I don't have any stats about success and recovery rates, but if this gives you a little hope: my Dad sobered up a few years ago, after more than a decade of misery and very heavy alcohol consumption. My Mum stuck by him throughout his drunken years and they're now enjoying a second lease on married life. They appear to me to be more in love than ever. It is lovely to see. It took a near-death medical crisis for him to stop drinking. He's had no relapses that I know about since then. Success stories do happen.

u/okaymae123 · 2 pointsr/AlAnon

Hey. Great questions!

Here are a few resources that might help:

- The Abstinence Myth, BOOK about breaking free of rigid "rules" for recovery < This is probably an #unpopularopinion on this sub

- Why is Abstinence Still Being Used to Treat Addiction? PODCAST - about the book mentioned above, if you're shorter on time!

- CRAFT Communication Tips, CRAFT stands for community reinforcement and family training

Good luck to you!

u/corndogsareeasy · 6 pointsr/AlAnon

Glad I could help!

Here's a link to an app that has all kinds of Al-Anon talks.

Here's the Amazon link to the updated version of the codependency book.

Here's the link to all kinds of virtual Al-Anon meetings by email, Skype, messageboard, or phone.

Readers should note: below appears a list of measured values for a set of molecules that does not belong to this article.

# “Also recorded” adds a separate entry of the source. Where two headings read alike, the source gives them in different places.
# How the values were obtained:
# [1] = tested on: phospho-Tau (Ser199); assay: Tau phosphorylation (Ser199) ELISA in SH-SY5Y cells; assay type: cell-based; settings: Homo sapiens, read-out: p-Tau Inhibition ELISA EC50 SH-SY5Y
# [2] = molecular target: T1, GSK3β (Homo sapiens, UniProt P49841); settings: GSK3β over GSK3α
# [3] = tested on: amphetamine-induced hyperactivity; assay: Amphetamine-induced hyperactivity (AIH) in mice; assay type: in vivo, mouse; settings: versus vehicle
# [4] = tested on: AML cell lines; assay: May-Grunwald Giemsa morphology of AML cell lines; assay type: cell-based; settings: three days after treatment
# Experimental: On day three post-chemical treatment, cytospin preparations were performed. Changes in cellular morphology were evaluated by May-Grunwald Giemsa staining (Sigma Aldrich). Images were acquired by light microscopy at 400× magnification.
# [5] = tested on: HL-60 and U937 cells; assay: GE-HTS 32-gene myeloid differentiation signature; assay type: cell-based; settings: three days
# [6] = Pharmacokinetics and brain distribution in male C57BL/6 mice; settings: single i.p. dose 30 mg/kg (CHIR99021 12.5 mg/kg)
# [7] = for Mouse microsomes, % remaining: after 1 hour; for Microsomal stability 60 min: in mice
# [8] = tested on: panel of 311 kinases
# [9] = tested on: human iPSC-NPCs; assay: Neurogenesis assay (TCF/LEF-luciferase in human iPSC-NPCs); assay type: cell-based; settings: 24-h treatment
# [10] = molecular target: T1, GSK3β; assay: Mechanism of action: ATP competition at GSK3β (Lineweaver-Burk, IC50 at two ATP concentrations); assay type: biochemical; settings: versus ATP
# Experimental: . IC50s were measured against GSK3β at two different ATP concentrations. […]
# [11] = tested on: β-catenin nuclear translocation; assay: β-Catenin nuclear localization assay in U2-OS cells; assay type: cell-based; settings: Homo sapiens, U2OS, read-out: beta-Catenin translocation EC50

I'm certain that you should be able to find a way to fit some of this into your busy schedule, even if it's hard. It's going to be really important that you take care of yourself in this relationship.

u/sqqueen · 1 pointr/AlAnon

I really loved this book but there are also many books available on boundaries; probably there's a good one at your library. Good luck.

u/tealhill · 1 pointr/AlAnon

AA meetings are good, but you might find Al-Anon meetings much more helpful for you personally.

But /u/SOmuch2learn is right. I doubt there are Al-Anon meetings anywhere in Afghanistan. And I personally don't like phone meetings.

OK, fine. Have you ever read the "personal stories" section of the Al-Anon basic text?

Have you ever looked into "community reinforcement approach and family training"? I think I read in some scholarly text that it's even more effective at saving lives than Al-Anon is.

Could your grandpa personally witness your mom swallow one daily dose of disulfiram / Antabuse, plus make sure she regularly gets some naltrexone (generic / once-daily Revia tablets / once-monthly Vivitrol injections)? Remember, if she hides the tablets in her mouth then secretly spits them out later, it doesn't count as swallowing the tablets.

(Note: Naltrexone isn't so cheap. The cheapest way to get it is to get the tablets, using the Costco pharmacy or the Costco online pharmacy. You don't have to be a Costco member. Or maybe your mom's insurance [or the government] might cover it. It may not work for everyone, but it works at least for some.)